“It’s definitely a conscious effort to take them down, because obviously they are great bowlers who are trying to rest [between spells],” Crawley said. “When those bowlers come on, I think it’s important to put them under pressure and so that doesn’t give them time to rest and come back. I’d try to bat time and build an innings like [Joe] Root or any of those guys up there, but it’s much better when I put the bowler under a bit more pressure before they can get me. Sometimes it comes off, and sometimes it doesn’t.”

Crawley’s innings will not have convinced all of his doubters, however, even though it has now enabled his average to poke above 30 for the first time since March 2022. By the time he was dismissed, his control percentage, according to ESPNcricinfo’s database, was 70.88%, having been in the mid-60s for much of his knock. On several occasions, he inside-edged past his own stumps for four, while a number of flashes outside off flew over the slips for further boundaries.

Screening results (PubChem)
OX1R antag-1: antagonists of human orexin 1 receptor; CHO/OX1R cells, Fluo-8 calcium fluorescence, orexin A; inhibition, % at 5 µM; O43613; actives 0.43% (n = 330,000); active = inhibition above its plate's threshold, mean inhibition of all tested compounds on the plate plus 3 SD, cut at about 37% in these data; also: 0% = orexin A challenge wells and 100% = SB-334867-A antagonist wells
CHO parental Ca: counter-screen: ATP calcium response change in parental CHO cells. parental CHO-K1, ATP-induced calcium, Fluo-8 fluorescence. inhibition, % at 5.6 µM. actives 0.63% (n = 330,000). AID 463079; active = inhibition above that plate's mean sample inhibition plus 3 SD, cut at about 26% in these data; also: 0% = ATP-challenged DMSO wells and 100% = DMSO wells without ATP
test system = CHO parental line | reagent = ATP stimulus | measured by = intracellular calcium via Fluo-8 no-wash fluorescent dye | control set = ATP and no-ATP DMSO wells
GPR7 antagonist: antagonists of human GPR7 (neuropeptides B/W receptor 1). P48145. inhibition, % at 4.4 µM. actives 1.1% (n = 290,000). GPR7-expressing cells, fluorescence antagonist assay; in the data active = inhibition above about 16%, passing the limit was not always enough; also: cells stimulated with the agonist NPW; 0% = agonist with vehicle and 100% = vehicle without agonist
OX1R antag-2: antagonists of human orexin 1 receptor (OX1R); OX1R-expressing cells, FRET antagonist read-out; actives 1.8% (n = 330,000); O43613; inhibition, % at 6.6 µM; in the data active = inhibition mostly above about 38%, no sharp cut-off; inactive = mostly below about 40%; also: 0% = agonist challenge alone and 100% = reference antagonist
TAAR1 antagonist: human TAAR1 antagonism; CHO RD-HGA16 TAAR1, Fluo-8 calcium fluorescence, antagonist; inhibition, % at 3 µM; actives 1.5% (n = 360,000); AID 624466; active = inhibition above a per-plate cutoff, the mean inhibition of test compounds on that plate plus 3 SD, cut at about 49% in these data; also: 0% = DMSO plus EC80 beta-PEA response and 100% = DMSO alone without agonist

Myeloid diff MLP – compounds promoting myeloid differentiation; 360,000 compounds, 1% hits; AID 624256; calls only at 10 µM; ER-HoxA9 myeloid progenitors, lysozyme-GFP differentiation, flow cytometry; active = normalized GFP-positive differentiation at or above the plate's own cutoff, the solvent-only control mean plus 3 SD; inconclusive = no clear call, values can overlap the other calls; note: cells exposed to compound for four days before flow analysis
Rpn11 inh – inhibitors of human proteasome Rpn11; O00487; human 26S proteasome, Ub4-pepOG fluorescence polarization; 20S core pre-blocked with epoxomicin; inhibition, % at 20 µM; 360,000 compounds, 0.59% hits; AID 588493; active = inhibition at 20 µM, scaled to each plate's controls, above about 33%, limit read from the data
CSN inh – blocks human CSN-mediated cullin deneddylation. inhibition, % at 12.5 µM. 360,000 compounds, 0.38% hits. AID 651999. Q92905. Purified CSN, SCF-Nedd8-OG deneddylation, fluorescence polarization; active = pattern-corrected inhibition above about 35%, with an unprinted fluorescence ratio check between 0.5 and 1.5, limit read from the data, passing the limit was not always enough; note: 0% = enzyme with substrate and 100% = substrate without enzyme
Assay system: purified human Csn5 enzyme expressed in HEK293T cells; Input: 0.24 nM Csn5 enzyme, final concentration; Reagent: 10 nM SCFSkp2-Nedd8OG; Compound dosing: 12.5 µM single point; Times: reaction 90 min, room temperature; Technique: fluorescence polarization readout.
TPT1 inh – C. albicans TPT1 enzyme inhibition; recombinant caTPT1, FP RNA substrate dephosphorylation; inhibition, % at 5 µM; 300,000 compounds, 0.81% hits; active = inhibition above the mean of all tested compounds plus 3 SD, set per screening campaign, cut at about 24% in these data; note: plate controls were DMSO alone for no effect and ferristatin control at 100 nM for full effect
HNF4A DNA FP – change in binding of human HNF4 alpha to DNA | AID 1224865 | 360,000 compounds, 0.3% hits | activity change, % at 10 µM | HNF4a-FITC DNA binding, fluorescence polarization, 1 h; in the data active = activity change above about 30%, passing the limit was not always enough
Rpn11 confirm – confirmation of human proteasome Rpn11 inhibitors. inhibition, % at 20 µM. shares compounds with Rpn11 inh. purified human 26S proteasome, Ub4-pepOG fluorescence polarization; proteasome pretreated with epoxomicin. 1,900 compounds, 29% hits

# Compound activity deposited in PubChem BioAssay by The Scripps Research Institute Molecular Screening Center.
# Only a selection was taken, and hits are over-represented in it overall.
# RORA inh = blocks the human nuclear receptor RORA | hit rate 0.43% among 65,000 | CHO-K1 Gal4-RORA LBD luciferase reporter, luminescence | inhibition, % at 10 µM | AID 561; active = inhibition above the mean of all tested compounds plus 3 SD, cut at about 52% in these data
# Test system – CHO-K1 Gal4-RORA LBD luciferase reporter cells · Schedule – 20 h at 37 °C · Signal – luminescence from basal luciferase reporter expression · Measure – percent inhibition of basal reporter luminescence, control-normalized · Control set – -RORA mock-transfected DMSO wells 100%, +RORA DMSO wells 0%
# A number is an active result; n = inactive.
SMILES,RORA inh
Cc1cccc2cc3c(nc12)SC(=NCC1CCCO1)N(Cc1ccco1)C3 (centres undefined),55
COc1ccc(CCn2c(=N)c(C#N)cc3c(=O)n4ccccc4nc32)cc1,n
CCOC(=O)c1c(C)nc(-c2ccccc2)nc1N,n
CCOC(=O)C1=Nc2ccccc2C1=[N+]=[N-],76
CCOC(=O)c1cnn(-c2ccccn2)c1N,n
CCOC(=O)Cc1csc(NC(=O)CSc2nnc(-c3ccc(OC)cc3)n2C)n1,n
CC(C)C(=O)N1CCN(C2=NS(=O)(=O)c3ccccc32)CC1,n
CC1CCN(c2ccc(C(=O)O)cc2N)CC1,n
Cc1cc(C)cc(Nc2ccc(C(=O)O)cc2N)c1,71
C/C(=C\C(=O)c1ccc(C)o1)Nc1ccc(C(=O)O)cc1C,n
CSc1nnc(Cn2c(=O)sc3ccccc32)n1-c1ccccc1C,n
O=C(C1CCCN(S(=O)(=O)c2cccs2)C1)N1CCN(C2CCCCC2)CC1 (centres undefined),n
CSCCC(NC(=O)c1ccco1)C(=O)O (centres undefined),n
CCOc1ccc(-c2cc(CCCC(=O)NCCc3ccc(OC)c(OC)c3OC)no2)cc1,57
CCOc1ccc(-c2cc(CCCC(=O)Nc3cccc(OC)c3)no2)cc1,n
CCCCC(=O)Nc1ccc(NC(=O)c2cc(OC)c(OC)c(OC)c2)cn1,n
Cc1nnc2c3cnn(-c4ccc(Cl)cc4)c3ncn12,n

The man himself, was unrepentant about the good fortune. “I’ve had a lot of nicks over the slips this series,” he said. “And actually, I don’t think that’s good luck. I’ve earned that luck. If you go harder, the ball goes over the slips. So I’d rather err on that side then go negative.”

In the course of his onslaught, Crawley brought up his hundred from 93 balls – the second fastest at Old Trafford in Ashes history. And the acclaim he received for the achievement was in stark contrast to his last century in England, his epic 267 against Pakistan in 2020, which was played behind closed doors at the Ageas Bowl due to the pandemic.